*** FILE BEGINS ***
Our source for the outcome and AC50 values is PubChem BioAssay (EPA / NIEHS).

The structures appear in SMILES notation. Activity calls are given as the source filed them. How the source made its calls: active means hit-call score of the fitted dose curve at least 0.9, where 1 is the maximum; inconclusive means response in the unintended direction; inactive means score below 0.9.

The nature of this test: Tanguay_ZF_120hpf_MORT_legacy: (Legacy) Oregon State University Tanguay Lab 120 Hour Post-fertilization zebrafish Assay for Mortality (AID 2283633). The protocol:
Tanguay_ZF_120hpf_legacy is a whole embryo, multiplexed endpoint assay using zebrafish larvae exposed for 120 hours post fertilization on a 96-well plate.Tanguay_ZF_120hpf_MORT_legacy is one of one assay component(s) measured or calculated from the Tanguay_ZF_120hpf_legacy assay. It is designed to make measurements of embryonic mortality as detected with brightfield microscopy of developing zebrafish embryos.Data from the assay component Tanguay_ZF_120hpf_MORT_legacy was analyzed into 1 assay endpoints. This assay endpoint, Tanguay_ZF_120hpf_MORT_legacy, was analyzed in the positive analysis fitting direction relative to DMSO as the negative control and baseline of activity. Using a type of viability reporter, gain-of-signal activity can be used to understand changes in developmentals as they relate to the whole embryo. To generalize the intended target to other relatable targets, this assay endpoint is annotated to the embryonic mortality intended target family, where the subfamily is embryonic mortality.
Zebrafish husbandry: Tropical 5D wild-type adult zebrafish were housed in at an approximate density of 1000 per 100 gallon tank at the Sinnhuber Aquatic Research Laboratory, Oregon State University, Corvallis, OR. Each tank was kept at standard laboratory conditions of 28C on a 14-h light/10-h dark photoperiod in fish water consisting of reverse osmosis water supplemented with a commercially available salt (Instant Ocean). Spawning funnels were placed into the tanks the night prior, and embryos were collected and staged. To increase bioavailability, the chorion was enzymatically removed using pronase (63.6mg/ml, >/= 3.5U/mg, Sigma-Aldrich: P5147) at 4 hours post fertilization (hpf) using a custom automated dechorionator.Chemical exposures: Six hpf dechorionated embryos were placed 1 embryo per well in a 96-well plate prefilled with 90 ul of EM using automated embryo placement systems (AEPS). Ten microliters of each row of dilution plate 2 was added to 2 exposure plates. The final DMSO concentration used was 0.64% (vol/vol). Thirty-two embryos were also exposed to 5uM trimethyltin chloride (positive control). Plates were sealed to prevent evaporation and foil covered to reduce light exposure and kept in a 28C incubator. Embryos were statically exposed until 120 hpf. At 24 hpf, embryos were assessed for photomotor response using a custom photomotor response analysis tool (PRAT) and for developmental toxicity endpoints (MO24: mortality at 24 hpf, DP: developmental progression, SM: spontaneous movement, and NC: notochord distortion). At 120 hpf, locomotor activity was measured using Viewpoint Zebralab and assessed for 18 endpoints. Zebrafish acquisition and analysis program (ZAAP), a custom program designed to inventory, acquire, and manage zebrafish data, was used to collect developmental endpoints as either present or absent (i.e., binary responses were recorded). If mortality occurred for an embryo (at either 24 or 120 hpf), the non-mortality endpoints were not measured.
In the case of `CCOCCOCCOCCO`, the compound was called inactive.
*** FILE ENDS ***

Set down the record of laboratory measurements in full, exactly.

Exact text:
Our source for the outcome and AC50 values is PubChem BioAssay (EPA / NIEHS).

The structures appear in SMILES notation. Activity calls are given as the source filed them. How the source made its calls: active means hit-call score of the fitted dose curve at least 0.9, where 1 is the maximum; inconclusive means response in the unintended direction; inactive means score below 0.9.

The nature of this test: Tanguay_ZF_120hpf_MORT_legacy: (Legacy) Oregon State University Tanguay Lab 120 Hour Post-fertilization zebrafish Assay for Mortality (AID 2283633). The protocol:
Tanguay_ZF_120hpf_legacy is a whole embryo, multiplexed endpoint assay using zebrafish larvae exposed for 120 hours post fertilization on a 96-well plate.Tanguay_ZF_120hpf_MORT_legacy is one of one assay component(s) measured or calculated from the Tanguay_ZF_120hpf_legacy assay. It is designed to make measurements of embryonic mortality as detected with brightfield microscopy of developing zebrafish embryos.Data from the assay component Tanguay_ZF_120hpf_MORT_legacy was analyzed into 1 assay endpoints. This assay endpoint, Tanguay_ZF_120hpf_MORT_legacy, was analyzed in the positive analysis fitting direction relative to DMSO as the negative control and baseline of activity. Using a type of viability reporter, gain-of-signal activity can be used to understand changes in developmentals as they relate to the whole embryo. To generalize the intended target to other relatable targets, this assay endpoint is annotated to the embryonic mortality intended target family, where the subfamily is embryonic mortality.
Zebrafish husbandry: Tropical 5D wild-type adult zebrafish were housed in at an approximate density of 1000 per 100 gallon tank at the Sinnhuber Aquatic Research Laboratory, Oregon State University, Corvallis, OR. Each tank was kept at standard laboratory conditions of 28C on a 14-h light/10-h dark photoperiod in fish water consisting of reverse osmosis water supplemented with a commercially available salt (Instant Ocean). Spawning funnels were placed into the tanks the night prior, and embryos were collected and staged. To increase bioavailability, the chorion was enzymatically removed using pronase (63.6mg/ml, >/= 3.5U/mg, Sigma-Aldrich: P5147) at 4 hours post fertilization (hpf) using a custom automated dechorionator.Chemical exposures: Six hpf dechorionated embryos were placed 1 embryo per well in a 96-well plate prefilled with 90 ul of EM using automated embryo placement systems (AEPS). Ten microliters of each row of dilution plate 2 was added to 2 exposure plates. The final DMSO concentration used was 0.64% (vol/vol). Thirty-two embryos were also exposed to 5uM trimethyltin chloride (positive control). Plates were sealed to prevent evaporation and foil covered to reduce light exposure and kept in a 28C incubator. Embryos were statically exposed until 120 hpf. At 24 hpf, embryos were assessed for photomotor response using a custom photomotor response analysis tool (PRAT) and for developmental toxicity endpoints (MO24: mortality at 24 hpf, DP: developmental progression, SM: spontaneous movement, and NC: notochord distortion). At 120 hpf, locomotor activity was measured using Viewpoint Zebralab and assessed for 18 endpoints. Zebrafish acquisition and analysis program (ZAAP), a custom program designed to inventory, acquire, and manage zebrafish data, was used to collect developmental endpoints as either present or absent (i.e., binary responses were recorded). If mortality occurred for an embryo (at either 24 or 120 hpf), the non-mortality endpoints were not measured.
In the case of `CCOCCOCCOCCO`, the compound was called inactive.